Copyright © 1957 Lithuanian Students Association, Inc.
December, 1957 No.4(13)
Managing Editor P. V. Vygantas
TYRANNY'S FORTIETH BIRTHDAY
F^ORTY years ago a small group of conspirators seized power in Russia thereby extinguishing its young democracy. They promised land to the peasants, factories to the workers, conditions of genuine creativity to the intellectuals.
Today, a cluster of dictators is boisterously celebrating this event which brought them might and wealth. The peasants are languishing as landless serfs, the workers are rightless laborers, the intellectuals grind out stale slogans under police surveillance.
While during these forty years, observation of basic human rights has made great forward strides all over the globe, the map of the Soviet Union remains blotted with labor camps and injustice is the very fabric of its society. While popular control over governments is increasing everywhere, the Soviet leaders practice the jungle law of purges and counter-purges within their narrow circle, in disregard and contempt cf their own people.
The dictators on the podium in Red Square know in their hearts that communism as an ideology lies in shambles. The roll call of famous names who continue abandoning communism in disillusioncment and disgust never leaves their ears. The tyrants who portend to celebrate a revolution are haunted by the names of Poznan and Budapest. Yet to-day they abound in bluster, belligerence and confidence. They brandish missiles and display earth-circling satellites — as if this would change even an iota in their infamous record of the last forty years; as if scientific achievements at the expense of human lives and misery could ever justify tyranny.
Weapons of mass destruction in the hands of these new tyrants now threaten the peace and the very existence of the free world. And in the face of this danger the fate of Lithuania and other captive European nations is a living testimonial to the real meaning of November 7, 1917. They were robbed of their freedom and independence by Soviet imperialism in its drive toward world conquest. By their unceasing resistance, however ,the captive people — the staunchest allies of the free world — are thwarting the Soviet design. By their unfailing allegiance to Europe and democracy they constitute a living shield of the Western civilization.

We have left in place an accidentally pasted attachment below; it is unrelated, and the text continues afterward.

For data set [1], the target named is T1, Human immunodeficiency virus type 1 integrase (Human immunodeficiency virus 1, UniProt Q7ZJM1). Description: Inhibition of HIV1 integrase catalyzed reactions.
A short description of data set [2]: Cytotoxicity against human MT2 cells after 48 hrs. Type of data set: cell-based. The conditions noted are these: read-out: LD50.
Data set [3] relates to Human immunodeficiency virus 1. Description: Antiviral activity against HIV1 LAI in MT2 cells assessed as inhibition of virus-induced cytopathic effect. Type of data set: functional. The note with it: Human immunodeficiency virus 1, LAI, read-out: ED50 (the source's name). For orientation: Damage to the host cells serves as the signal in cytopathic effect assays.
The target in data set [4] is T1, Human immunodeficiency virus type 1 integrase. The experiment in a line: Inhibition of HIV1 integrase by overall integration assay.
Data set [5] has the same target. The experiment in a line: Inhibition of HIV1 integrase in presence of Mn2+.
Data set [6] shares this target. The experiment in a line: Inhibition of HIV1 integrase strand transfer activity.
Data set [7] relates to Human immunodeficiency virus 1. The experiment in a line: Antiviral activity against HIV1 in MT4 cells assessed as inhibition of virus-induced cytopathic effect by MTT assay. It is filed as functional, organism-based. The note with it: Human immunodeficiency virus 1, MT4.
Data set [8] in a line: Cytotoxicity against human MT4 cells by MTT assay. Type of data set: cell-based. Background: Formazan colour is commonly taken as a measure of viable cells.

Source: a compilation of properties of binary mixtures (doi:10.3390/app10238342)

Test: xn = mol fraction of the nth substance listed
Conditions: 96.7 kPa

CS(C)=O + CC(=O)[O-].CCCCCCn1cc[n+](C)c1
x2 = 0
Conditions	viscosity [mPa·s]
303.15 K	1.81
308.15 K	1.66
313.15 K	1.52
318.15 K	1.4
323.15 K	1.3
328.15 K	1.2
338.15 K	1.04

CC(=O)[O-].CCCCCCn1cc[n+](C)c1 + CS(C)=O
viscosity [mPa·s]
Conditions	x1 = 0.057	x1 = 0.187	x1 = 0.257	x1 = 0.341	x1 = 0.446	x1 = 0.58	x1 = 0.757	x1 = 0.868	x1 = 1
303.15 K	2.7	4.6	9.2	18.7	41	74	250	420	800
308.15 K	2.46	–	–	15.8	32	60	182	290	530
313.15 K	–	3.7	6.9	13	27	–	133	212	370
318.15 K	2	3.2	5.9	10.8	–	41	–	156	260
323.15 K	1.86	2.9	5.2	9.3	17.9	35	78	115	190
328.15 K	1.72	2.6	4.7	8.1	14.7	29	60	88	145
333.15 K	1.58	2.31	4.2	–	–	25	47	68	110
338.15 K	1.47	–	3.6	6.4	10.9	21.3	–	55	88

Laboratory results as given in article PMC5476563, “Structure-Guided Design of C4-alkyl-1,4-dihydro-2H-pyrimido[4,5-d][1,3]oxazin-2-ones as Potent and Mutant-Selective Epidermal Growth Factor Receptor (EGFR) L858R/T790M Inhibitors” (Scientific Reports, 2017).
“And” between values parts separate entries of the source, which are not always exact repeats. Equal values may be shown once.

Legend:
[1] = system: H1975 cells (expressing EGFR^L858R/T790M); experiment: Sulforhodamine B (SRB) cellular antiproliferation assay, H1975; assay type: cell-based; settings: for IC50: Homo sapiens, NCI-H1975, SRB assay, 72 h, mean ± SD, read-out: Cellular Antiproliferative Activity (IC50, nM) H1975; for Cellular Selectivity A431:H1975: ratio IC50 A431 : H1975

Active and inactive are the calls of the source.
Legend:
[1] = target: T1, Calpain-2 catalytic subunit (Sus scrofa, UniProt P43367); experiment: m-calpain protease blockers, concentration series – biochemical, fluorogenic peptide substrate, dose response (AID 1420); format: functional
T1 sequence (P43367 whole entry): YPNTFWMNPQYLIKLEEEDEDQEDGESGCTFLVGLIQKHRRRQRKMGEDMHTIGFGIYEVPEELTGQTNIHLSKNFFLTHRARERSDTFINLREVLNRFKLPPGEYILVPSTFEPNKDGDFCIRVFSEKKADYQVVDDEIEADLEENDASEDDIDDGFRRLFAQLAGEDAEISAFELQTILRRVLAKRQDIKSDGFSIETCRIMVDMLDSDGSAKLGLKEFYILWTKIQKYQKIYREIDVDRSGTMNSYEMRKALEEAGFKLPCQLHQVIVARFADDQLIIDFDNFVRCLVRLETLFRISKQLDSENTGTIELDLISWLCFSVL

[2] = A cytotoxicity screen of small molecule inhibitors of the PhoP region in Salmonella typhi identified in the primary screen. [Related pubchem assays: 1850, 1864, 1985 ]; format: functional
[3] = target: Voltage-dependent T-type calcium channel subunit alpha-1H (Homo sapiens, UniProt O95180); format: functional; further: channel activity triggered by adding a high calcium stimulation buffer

The free world owes it to them and to
its own survival that every peaceful means be put into action for their
liberation. Instead of playing into Soviet hands with the ideas of
graduallism, titoism or appeasement it should ally itself with the
vanguard of the genuine revolution — the unceasing revolution for
freedom and self-determination in the Soviet-subjugated countries.
.Only by answering the dynamism of tyranny with the dynamism of
democracy can the West be victorious. Only by drawing all the
consequence from the stark fact that in this age of almost limitless
means of destruction the key to peace and security lies in the
advancement of the boundaries of freedom, will the West spare mankind
the spectre of war or surrender into slavery.
is important that we remember that communism and nazism are evil things
in themselves. They are not merely wrong because they have threatened
American security and the freedom of other nations. Not even if these
threats had disappeared, they •^sould still be wrong, because they
denied human freedom and raised their blasphemous hands against the